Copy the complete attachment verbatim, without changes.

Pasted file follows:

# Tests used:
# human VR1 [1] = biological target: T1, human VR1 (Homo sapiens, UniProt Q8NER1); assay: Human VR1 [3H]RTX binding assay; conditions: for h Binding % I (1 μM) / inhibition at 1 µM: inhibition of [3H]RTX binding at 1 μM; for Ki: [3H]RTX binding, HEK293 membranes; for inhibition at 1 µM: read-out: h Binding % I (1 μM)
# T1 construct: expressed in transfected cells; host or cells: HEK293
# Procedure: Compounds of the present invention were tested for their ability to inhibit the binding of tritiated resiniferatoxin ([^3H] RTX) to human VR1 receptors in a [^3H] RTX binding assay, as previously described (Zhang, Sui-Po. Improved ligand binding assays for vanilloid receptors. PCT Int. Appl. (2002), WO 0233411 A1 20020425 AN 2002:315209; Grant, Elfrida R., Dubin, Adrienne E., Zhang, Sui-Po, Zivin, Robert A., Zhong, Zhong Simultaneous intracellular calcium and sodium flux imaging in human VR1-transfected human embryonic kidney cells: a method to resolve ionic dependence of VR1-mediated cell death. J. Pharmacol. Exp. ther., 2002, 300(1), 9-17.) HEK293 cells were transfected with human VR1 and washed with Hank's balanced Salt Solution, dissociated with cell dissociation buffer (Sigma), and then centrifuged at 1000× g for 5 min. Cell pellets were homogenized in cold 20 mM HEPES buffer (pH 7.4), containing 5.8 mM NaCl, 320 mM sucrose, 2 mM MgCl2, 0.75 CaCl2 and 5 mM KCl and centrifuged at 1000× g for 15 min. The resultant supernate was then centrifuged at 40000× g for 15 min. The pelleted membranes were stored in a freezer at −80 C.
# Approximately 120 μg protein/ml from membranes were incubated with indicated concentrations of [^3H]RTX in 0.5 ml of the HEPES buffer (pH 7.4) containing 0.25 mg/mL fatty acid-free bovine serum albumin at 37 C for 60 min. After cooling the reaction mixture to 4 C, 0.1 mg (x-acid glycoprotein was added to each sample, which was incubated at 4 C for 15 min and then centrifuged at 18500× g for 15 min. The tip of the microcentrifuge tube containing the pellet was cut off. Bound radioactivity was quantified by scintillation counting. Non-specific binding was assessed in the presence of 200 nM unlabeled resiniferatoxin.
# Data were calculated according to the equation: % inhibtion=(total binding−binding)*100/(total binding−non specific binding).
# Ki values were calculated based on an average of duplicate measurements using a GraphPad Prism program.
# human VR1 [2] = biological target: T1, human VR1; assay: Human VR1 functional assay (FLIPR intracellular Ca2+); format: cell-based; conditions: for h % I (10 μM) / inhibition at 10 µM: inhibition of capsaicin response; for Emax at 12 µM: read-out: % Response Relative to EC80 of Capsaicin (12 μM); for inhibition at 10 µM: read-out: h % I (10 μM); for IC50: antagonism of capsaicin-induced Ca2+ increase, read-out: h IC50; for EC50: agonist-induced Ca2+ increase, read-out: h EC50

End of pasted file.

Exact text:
# Tests used:
# human VR1 [1] = biological target: T1, human VR1 (Homo sapiens, UniProt Q8NER1); assay: Human VR1 [3H]RTX binding assay; conditions: for h Binding % I (1 μM) / inhibition at 1 µM: inhibition of [3H]RTX binding at 1 μM; for Ki: [3H]RTX binding, HEK293 membranes; for inhibition at 1 µM: read-out: h Binding % I (1 μM)
# T1 construct: expressed in transfected cells; host or cells: HEK293
# Procedure: Compounds of the present invention were tested for their ability to inhibit the binding of tritiated resiniferatoxin ([^3H] RTX) to human VR1 receptors in a [^3H] RTX binding assay, as previously described (Zhang, Sui-Po. Improved ligand binding assays for vanilloid receptors. PCT Int. Appl. (2002), WO 0233411 A1 20020425 AN 2002:315209; Grant, Elfrida R., Dubin, Adrienne E., Zhang, Sui-Po, Zivin, Robert A., Zhong, Zhong Simultaneous intracellular calcium and sodium flux imaging in human VR1-transfected human embryonic kidney cells: a method to resolve ionic dependence of VR1-mediated cell death. J. Pharmacol. Exp. ther., 2002, 300(1), 9-17.) HEK293 cells were transfected with human VR1 and washed with Hank's balanced Salt Solution, dissociated with cell dissociation buffer (Sigma), and then centrifuged at 1000× g for 5 min. Cell pellets were homogenized in cold 20 mM HEPES buffer (pH 7.4), containing 5.8 mM NaCl, 320 mM sucrose, 2 mM MgCl2, 0.75 CaCl2 and 5 mM KCl and centrifuged at 1000× g for 15 min. The resultant supernate was then centrifuged at 40000× g for 15 min. The pelleted membranes were stored in a freezer at −80 C.
# Approximately 120 μg protein/ml from membranes were incubated with indicated concentrations of [^3H]RTX in 0.5 ml of the HEPES buffer (pH 7.4) containing 0.25 mg/mL fatty acid-free bovine serum albumin at 37 C for 60 min. After cooling the reaction mixture to 4 C, 0.1 mg (x-acid glycoprotein was added to each sample, which was incubated at 4 C for 15 min and then centrifuged at 18500× g for 15 min. The tip of the microcentrifuge tube containing the pellet was cut off. Bound radioactivity was quantified by scintillation counting. Non-specific binding was assessed in the presence of 200 nM unlabeled resiniferatoxin.
# Data were calculated according to the equation: % inhibtion=(total binding−binding)*100/(total binding−non specific binding).
# Ki values were calculated based on an average of duplicate measurements using a GraphPad Prism program.
# human VR1 [2] = biological target: T1, human VR1; assay: Human VR1 functional assay (FLIPR intracellular Ca2+); format: cell-based; conditions: for h % I (10 μM) / inhibition at 10 µM: inhibition of capsaicin response; for Emax at 12 µM: read-out: % Response Relative to EC80 of Capsaicin (12 μM); for inhibition at 10 µM: read-out: h % I (10 μM); for IC50: antagonism of capsaicin-induced Ca2+ increase, read-out: h IC50; for EC50: agonist-induced Ca2+ increase, read-out: h EC50